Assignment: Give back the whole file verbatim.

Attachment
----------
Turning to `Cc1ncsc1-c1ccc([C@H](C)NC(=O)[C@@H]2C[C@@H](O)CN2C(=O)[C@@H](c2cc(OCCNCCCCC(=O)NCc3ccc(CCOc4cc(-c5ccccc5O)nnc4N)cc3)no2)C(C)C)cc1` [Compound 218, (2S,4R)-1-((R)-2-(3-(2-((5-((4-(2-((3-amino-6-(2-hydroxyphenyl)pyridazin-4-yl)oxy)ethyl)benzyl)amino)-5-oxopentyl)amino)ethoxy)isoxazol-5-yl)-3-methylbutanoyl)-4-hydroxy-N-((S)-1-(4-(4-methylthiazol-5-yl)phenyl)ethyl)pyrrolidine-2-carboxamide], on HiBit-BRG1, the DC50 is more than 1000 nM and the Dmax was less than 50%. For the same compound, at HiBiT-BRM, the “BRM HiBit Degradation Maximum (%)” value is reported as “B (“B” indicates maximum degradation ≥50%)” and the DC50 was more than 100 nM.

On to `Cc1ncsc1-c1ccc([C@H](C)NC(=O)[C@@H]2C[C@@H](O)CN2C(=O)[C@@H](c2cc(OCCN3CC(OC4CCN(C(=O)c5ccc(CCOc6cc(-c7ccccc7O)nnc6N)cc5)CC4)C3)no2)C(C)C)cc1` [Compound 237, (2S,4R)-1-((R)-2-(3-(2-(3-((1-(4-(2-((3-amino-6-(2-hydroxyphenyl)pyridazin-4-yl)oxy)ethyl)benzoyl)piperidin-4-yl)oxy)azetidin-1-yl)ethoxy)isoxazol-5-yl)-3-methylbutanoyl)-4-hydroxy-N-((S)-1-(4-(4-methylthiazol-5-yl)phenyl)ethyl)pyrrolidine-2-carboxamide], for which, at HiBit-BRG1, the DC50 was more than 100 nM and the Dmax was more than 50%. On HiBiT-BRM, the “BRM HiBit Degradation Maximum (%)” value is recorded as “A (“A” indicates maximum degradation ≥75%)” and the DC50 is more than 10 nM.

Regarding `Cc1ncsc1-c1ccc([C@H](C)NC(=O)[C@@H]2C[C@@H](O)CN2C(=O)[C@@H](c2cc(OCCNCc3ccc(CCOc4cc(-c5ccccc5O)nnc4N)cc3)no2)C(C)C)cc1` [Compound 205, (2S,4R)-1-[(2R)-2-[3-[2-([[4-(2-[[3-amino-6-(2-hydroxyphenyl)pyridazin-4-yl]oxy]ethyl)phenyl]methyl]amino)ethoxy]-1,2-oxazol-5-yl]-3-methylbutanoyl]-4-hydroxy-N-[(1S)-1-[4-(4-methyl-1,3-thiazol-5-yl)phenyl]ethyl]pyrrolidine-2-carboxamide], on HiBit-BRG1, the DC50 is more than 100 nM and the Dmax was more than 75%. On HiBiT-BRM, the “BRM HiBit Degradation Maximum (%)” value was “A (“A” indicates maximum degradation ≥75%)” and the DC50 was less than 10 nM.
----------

Turning to `Cc1ncsc1-c1ccc([C@H](C)NC(=O)[C@@H]2C[C@@H](O)CN2C(=O)[C@@H](c2cc(OCCNCCCCC(=O)NCc3ccc(CCOc4cc(-c5ccccc5O)nnc4N)cc3)no2)C(C)C)cc1` [Compound 218, (2S,4R)-1-((R)-2-(3-(2-((5-((4-(2-((3-amino-6-(2-hydroxyphenyl)pyridazin-4-yl)oxy)ethyl)benzyl)amino)-5-oxopentyl)amino)ethoxy)isoxazol-5-yl)-3-methylbutanoyl)-4-hydroxy-N-((S)-1-(4-(4-methylthiazol-5-yl)phenyl)ethyl)pyrrolidine-2-carboxamide], on HiBit-BRG1, the DC50 is more than 1000 nM and the Dmax was less than 50%. For the same compound, at HiBiT-BRM, the “BRM HiBit Degradation Maximum (%)” value is reported as “B (“B” indicates maximum degradation ≥50%)” and the DC50 was more than 100 nM.

On to `Cc1ncsc1-c1ccc([C@H](C)NC(=O)[C@@H]2C[C@@H](O)CN2C(=O)[C@@H](c2cc(OCCN3CC(OC4CCN(C(=O)c5ccc(CCOc6cc(-c7ccccc7O)nnc6N)cc5)CC4)C3)no2)C(C)C)cc1` [Compound 237, (2S,4R)-1-((R)-2-(3-(2-(3-((1-(4-(2-((3-amino-6-(2-hydroxyphenyl)pyridazin-4-yl)oxy)ethyl)benzoyl)piperidin-4-yl)oxy)azetidin-1-yl)ethoxy)isoxazol-5-yl)-3-methylbutanoyl)-4-hydroxy-N-((S)-1-(4-(4-methylthiazol-5-yl)phenyl)ethyl)pyrrolidine-2-carboxamide], for which, at HiBit-BRG1, the DC50 was more than 100 nM and the Dmax was more than 50%. On HiBiT-BRM, the “BRM HiBit Degradation Maximum (%)” value is recorded as “A (“A” indicates maximum degradation ≥75%)” and the DC50 is more than 10 nM.

Regarding `Cc1ncsc1-c1ccc([C@H](C)NC(=O)[C@@H]2C[C@@H](O)CN2C(=O)[C@@H](c2cc(OCCNCc3ccc(CCOc4cc(-c5ccccc5O)nnc4N)cc3)no2)C(C)C)cc1` [Compound 205, (2S,4R)-1-[(2R)-2-[3-[2-([[4-(2-[[3-amino-6-(2-hydroxyphenyl)pyridazin-4-yl]oxy]ethyl)phenyl]methyl]amino)ethoxy]-1,2-oxazol-5-yl]-3-methylbutanoyl]-4-hydroxy-N-[(1S)-1-[4-(4-methyl-1,3-thiazol-5-yl)phenyl]ethyl]pyrrolidine-2-carboxamide], on HiBit-BRG1, the DC50 is more than 100 nM and the Dmax was more than 75%. On HiBiT-BRM, the “BRM HiBit Degradation Maximum (%)” value was “A (“A” indicates maximum degradation ≥75%)” and the DC50 was less than 10 nM.